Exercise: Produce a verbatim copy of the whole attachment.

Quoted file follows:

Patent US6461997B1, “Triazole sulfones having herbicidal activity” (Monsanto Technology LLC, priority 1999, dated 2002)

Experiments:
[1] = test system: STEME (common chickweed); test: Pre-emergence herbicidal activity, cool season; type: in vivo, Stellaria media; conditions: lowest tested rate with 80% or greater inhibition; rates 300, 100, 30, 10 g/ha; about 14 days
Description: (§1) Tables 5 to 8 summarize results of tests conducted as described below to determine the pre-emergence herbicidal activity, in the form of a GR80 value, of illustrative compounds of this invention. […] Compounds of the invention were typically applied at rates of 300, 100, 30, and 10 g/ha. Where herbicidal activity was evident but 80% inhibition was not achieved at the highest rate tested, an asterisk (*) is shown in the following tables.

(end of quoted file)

Patent US6461997B1, “Triazole sulfones having herbicidal activity” (Monsanto Technology LLC, priority 1999, dated 2002)

Experiments:
[1] = test system: STEME (common chickweed); test: Pre-emergence herbicidal activity, cool season; type: in vivo, Stellaria media; conditions: lowest tested rate with 80% or greater inhibition; rates 300, 100, 30, 10 g/ha; about 14 days
Description: (§1) Tables 5 to 8 summarize results of tests conducted as described below to determine the pre-emergence herbicidal activity, in the form of a GR80 value, of illustrative compounds of this invention. […] Compounds of the invention were typically applied at rates of 300, 100, 30, and 10 g/ha. Where herbicidal activity was evident but 80% inhibition was not achieved at the highest rate tested, an asterisk (*) is shown in the following tables.